2. How often do we, in small group contexts, talk openly about our ’shadow’ side regarding our personal experiences as it relates to racial encounters within the organization, such as micro-aggressive behaviors?
3. Perhaps, what we need to do now is simply BE more than DO. This is not a passive position in light of all of what is going on in our society, but rather as pastoral caregivers, educators, and psychotherapist we are in the position to be of help to those whose mental world, within and without of the organization, is simply overwhelmed with anxiety.
4. Therefore, perhaps each sub-group within the organization can have its own sensitivity groups (small) sessions. These groups would be designed to help its members create safe places where open and hard conversations are able to be engaged upon.
5. This “need right now” is to offer places and spaces that are safe enough that members can feel relaxed enough to express their honest thoughts and emotions. Member MUST know that they are being listened too and heard and understood NOT because of the recent incidents (which is a lifelong experience for African Americans in this country long before arriving to these shores) but also because they are viewed and related to as fellow colleagues of intrinsic worth.
6 Lastly, we do not need to rush to a solution. While the current news cycle amplifies the deaths of Floyd, Taylor and Aubery, there are centuries of unnamed traumatic deaths that are hidden in plain view. We need to breathe, remember, grieve/lament, and continue to pray before we even attempt resolve. A simple and fast solution in this moment will not be sustainable.
To the ACPE audience:
As you remember, we celebrated ACPE 50th anniversary during the 2017 annual conference in Minneapolis under the theme “What we need is here.” Now we are reflecting the question “What do we need right now?” as our hearts are broken and angered following the recent incidents across the nation.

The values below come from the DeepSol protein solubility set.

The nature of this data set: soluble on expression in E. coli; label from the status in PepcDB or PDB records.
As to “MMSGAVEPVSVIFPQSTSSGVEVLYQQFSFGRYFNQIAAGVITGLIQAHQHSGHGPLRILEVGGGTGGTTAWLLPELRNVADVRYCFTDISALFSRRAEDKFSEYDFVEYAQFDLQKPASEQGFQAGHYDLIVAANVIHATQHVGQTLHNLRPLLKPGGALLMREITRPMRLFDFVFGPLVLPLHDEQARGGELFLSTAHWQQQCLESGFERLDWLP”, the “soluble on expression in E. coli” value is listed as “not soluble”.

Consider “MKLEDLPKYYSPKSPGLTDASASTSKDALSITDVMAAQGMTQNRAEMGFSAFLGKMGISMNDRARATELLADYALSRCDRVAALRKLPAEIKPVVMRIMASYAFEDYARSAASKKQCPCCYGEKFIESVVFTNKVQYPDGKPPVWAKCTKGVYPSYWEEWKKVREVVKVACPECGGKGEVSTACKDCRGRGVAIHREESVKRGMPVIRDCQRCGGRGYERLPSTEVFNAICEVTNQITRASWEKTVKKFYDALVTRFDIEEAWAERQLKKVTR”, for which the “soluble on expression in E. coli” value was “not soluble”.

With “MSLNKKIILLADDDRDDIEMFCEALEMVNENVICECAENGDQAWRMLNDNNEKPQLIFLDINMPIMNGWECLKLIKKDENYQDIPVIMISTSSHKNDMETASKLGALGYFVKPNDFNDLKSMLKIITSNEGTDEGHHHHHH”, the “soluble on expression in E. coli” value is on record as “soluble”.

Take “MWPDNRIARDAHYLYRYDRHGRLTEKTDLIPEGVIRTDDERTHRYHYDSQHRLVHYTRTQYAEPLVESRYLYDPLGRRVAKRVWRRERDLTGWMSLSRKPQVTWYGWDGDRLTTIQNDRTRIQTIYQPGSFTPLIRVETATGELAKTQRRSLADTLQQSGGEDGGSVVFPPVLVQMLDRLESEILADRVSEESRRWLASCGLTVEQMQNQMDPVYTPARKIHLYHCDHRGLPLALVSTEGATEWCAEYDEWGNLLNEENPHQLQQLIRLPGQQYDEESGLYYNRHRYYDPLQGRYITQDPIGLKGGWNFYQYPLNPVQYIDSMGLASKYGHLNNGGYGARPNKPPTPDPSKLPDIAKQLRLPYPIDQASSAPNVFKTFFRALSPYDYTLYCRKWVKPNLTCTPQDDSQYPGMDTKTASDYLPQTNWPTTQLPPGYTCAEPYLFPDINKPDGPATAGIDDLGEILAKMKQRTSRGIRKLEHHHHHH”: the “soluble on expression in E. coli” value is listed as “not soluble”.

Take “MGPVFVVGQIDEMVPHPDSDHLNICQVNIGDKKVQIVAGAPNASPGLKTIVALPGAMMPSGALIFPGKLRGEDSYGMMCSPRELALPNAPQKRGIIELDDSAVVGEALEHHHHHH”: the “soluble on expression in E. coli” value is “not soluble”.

I am grateful to our REM members, leaders, and elders within our ACPE Community who embraced me, a stranger from India. As one of our elders in REM reminds us when we plan or gather for events, it is not a conference but it is an “invitational” and “REM is a movement.” What we need right now? We need:
to invite ourselves and be witness to the movement; have revolution of tenderness and in addition speaking with authority; stand up with people and families; embody the incarnational presence of love and compassion as well as part of the movement for moral and spiritual revolution; grow in the capacity for moral imagination; imagine with God, a circle of compassion; grow in the capacity for moral imagination; move ourselves closer to the marginalized so that margins themselves will be erased; be a witness to God who loves all; see through the eyes of God the other as myself; and see with tenderness of our hearts and minds.
As Mother Teresa of Calcutta saw the problem in the world and said, “If we have no peace, it is because we have forgotten that we belong to each other.” In another words, we are reminded by the African philosophy of ‘Ubuntu” which is translated as “I am because we are” and Asian Indian greeting “Namaste” translated as ‘I see the divine in you’ or ‘the divine in me recognizes the divine in you’. We need to participate in both ‘in the being and becoming’ in creating a transformative community.
To the question of what “We” ACPE might need – to do, to learn, pray for, support, be about in this time of “Uncovering across the nation” is to be in deep reflection and evaluation of our levels of honesty and openness to look at areas within our organization where we perhaps have participated or been complicit in systemic oppression and bias (both consciously and unconsciously);
To resolutely examine occasions when we may have preferred the “more appropriate route of NON-protest” and “insistence on quiet” when uncomfortable challenge, reactions or concerns were lifted. What we might definitely need is a commitment to taking deeper looks and lending our ears to even more careful listening if we have participated in overlooking oppressive acts that could have been handled differently; or confronting times when we decided not to challenge blatant disregard, and chose according to our comfort rather than just practices informed by facts; or when we perhaps failed to seek council or benefited from the status quo and privileged states of being.
Ultimately we need to actively plan for scrutiny and assessment of our policies, procedures and practices wherein the necessity for change is most suitable in order to promote more inclusion, collaboration, equality and the like.
Do you want to join the conversation? Comment here, or email your response to the question to Katherine Higgins.